Monday, February 25, 2013, 12:00PM - 1:00PM
U.S. Geological Survey
Full title: Using calcium and alkalinity as surrogates for dust in snow: Implications for snowmelt timing
Dave Clow with Mark Williams (CU) and G.P. Ingersoll (USGS)
Abstract: Widespread dust deposition events occur with regularity in the Rocky Mountains, and there is concern that dust deposited on snow may contribute to earlier melting of the snowpack by decreasing snowpack albedo. However, direct measurements of dust in snow are difficult and rarely made. A proxy for dust content would allow us to easily estimate current deposition rates of dust and whether dust deposition rates have changed over time. In this study, calcium and alkalinity concentrations in snow were tested as indicators for dust deposition, based on the hypothesis that these solutes are derived primarily from dissolution of eolian carbonate dust blown onto, and subsequently incorporated into the snowpack. Samples were collected from a dust-rich layer of snow after a major dust event in February 2006 at 13 sites in Colorado. The samples were analyzed for calcium, alkalinity, and dust concentrations; results indicated strong positive correlations among these analytes (r2 ≥ 0.95), supporting the hypothesis that calcium and alkalinity can be used as surrogates for dust.
Depth-integrated snowpack samples have been collected annually just prior to maximum snow accumulation at 57 sites in the Rocky Mountains since 1993 as part of a regional snow chemistry survey program. Data from these samples show strong upward trends in calcium and alkalinity concentrations (p < 0.03), with trend magnitude increasing from north to south; these results suggest an increase in deposition of dust to snow in the southern Rockies over the past two decades.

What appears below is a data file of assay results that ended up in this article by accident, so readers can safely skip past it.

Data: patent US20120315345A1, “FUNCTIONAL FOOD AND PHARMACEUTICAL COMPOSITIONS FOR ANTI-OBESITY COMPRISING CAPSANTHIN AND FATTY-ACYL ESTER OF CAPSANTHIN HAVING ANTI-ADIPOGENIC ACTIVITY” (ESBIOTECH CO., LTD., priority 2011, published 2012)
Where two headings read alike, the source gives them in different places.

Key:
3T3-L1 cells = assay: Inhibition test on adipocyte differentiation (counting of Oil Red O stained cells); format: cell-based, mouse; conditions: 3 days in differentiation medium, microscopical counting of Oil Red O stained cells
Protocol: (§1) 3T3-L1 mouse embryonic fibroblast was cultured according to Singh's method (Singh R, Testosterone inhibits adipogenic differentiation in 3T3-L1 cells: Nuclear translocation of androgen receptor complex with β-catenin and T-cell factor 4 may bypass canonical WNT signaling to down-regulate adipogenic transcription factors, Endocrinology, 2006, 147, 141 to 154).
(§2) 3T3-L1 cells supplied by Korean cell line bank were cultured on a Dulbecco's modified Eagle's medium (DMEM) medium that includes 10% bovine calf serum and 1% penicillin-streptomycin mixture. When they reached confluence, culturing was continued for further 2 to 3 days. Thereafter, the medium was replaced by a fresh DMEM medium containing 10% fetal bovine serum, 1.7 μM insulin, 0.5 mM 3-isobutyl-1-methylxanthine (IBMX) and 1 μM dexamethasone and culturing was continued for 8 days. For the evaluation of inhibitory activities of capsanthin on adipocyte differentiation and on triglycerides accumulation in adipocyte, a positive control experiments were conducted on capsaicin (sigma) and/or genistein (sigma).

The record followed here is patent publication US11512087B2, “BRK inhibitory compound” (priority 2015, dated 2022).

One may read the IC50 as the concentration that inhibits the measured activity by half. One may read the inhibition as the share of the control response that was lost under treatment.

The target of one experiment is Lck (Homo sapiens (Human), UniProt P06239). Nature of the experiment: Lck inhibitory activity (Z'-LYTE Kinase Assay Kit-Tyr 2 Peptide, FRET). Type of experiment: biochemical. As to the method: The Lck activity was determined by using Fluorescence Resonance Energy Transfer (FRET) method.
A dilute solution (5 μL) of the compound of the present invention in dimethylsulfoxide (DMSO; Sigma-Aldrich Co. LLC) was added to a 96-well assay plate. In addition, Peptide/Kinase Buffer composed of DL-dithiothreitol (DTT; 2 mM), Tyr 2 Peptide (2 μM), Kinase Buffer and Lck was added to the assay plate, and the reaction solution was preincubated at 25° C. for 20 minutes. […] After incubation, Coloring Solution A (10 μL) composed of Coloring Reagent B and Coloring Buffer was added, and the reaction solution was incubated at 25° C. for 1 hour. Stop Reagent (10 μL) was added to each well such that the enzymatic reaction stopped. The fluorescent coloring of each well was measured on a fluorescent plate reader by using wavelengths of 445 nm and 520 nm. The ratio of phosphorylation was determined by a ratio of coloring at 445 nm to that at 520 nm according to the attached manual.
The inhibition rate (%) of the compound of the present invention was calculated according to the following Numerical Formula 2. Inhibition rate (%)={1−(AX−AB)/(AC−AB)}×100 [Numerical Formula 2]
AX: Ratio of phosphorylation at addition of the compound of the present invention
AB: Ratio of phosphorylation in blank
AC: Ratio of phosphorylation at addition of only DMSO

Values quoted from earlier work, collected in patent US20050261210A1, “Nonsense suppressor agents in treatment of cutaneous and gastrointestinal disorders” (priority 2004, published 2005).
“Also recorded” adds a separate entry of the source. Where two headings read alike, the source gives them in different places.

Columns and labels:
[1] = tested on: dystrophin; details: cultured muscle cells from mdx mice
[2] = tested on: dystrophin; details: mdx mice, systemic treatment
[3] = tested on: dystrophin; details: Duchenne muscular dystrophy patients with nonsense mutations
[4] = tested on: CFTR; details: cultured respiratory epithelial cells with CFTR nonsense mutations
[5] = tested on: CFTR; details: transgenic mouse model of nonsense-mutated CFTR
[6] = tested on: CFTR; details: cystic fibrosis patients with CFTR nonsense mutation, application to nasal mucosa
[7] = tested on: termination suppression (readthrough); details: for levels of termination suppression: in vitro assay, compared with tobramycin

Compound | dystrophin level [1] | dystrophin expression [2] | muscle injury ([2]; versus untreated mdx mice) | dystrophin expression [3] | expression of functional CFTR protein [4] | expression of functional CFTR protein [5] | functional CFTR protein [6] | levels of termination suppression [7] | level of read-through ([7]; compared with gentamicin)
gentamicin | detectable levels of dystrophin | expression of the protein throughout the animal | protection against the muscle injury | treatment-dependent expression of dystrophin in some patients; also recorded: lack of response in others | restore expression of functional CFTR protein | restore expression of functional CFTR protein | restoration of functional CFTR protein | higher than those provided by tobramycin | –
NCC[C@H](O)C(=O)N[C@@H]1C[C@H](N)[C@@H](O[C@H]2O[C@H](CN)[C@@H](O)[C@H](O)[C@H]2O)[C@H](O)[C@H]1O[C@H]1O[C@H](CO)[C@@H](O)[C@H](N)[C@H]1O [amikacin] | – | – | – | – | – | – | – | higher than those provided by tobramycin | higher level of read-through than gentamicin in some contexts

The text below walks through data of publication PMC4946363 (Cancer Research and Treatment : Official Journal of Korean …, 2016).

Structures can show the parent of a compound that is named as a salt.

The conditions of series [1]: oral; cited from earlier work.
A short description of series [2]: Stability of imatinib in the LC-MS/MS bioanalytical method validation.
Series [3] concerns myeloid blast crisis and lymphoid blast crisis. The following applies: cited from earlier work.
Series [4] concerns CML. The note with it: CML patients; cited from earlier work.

The influence of dust deposition on snowmelt timing at the regional survey sites was investigated by regressing climate variables and snowpack chemistry against snowmelt timing indices derived from SNOTEL data. Results indicated that maximum SWE was positively related to snowmelt timing (inducing later melt); and calcium concentrations and April and May air temperature were negatively related to snowmelt timing (promoting earlier melt). The regression model explained 77% of the variance in snowmelt timing, and the influence of dust (as inferred from calcium concentrations) was significant, although smaller than the effects of SWE and air temperature on snowmelt timing.
- Started career in mountain hydrology in 1984 while doing a Masters in geochemistry at Emerald Lake, in Sequoia National Park.
- Learned to telemark while skiing breakable crust at Emerald with Mark Williams, who was also a grad student at the time.
- Began working for the USGS as a research hydrologist in 1990.
- Graduated from University of Wyoming with a PhD in Geochemistry in 1992.
- Research focuses on watershed biogeochemistry and the effects of climate change on mountain hydrology.
Free and open to the public